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Quarantine: The Forced Pause

Letting Go of the Hectic to Appreciate the Everyday

Recording in a small space for hours at a time. Focusing intently on delivering the copy in just the right character tone. Carefully editing to provide the client with the best possible audio file.

Whew. Couple all that with working in a small windowless room for a bit too long a stretch and you can emerge feeling a bit disoriented. That’s when I like to step outdoors and give myself a wholly different experience. Especially with Atlanta’s beautiful early spring days – before it gets too hot and humid – and walks around the neighborhood can be simply glorious. And so refreshing for the soul.

These short excursions during the day have changed dramatically since the quarantine confined everyone to their homes. If there is to be a silver lining to this health and economic crisis, it’s that human social behavior has returned, at least for the duration of this pandemic, to its most basic interactions: the need to see and connect with others face-to-face. Social media and video communications like Zoom, Skype, and FaceTime are great, but they generally don’t satisfy the essential human need for contact in physical space.

Before the quarantine, I’d walk my neighborhood with few other people out and about. only the occasional dog-walker or jogger. Most of the people I glimpsed were speeding along in their cars on their way to or from home. And few waved or greeted one another. I would see a house or two in the process of remodeling, but rarely with the homeowners in sight.

Now, in our Twilight Zone of Quarantine, it feels like the world clock has turned decades backwards in time. Not since I was a child have I seen so many neighbors just hanging out in their lawn chairs. It seems like everyone has rediscovered the outdoors. And each other. We are meeting neighbors we didn’t even know we had, waving and calling greetings to each other – from at least six feet away, of course. Front yards have been rediscovered as the primary spot for relaxation. Patio chairs, tables, and toys have moved from the back yard to take up residence on front lawns. Without after-school organized sports, kids of all ages – and family groups, too - are riding the streets on bikes, scooters, and Razor ripstiks. On a recent unusually warm day, little kids were running through sprinklers, coasting down homemade slip ‘n slides, and just playing ball with their parents in their driveways. It’s wonderful! I’ve come to really enjoy these walks, striking up conversations, and truly enjoying a sense of community. And as a gardener, I am able to see and appreciate my neighbors’ landscaping projects so much better during those walks, rather than from brief passing glimpses out a car window.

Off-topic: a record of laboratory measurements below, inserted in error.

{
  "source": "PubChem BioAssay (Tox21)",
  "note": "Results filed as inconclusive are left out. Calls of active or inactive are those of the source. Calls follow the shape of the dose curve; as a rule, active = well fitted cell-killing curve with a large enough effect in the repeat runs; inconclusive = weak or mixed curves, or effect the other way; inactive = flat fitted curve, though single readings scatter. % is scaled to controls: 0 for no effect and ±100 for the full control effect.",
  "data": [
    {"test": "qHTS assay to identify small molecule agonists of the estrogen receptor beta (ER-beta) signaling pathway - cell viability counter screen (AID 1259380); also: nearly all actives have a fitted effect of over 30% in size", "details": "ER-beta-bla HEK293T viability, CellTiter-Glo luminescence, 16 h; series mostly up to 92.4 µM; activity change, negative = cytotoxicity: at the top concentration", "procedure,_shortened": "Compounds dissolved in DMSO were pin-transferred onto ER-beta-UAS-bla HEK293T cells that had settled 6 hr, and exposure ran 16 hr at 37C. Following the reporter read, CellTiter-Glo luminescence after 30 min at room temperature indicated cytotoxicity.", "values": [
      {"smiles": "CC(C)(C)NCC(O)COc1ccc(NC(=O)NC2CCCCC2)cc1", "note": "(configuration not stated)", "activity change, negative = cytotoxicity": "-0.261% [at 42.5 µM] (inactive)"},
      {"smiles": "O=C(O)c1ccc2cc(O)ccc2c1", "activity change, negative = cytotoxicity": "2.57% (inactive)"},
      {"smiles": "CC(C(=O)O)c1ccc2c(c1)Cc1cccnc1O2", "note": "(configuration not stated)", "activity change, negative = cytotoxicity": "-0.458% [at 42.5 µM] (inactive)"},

I feel revitalized when I finally return to my recording studio after such a stroll. Happier, more content, and relaxed. The hectic pace I set for myself melts away and I can just enjoy life a bit more. I think the work reflects this new balance, too. We forget how essential it is to our well-being to disengage from the mechanical, the digital, the continuous feedback loop of our own thoughts and internal conversations. I’ve become more grateful for those long walks, the quiet times strolling through nearby wooded paths, and the camaraderie from my neighbors. More than ever before, I feel part of the community. I take true pleasure helping elderly neighbors with their grocery shopping. I’m happy to compliment the people down the street on the beautiful results of their home remodeling. And from speaking to others, they feel it too.

This home confinement will soon be lifted and we’ll begin to gradually return to (more or less) our normal routines. I only hope that we can retain this renewed sense of community, too. It’s a cliché to say that the best things in life are free, but that doesn’t diminish the truth of it. Especially when we experience it firsthand.


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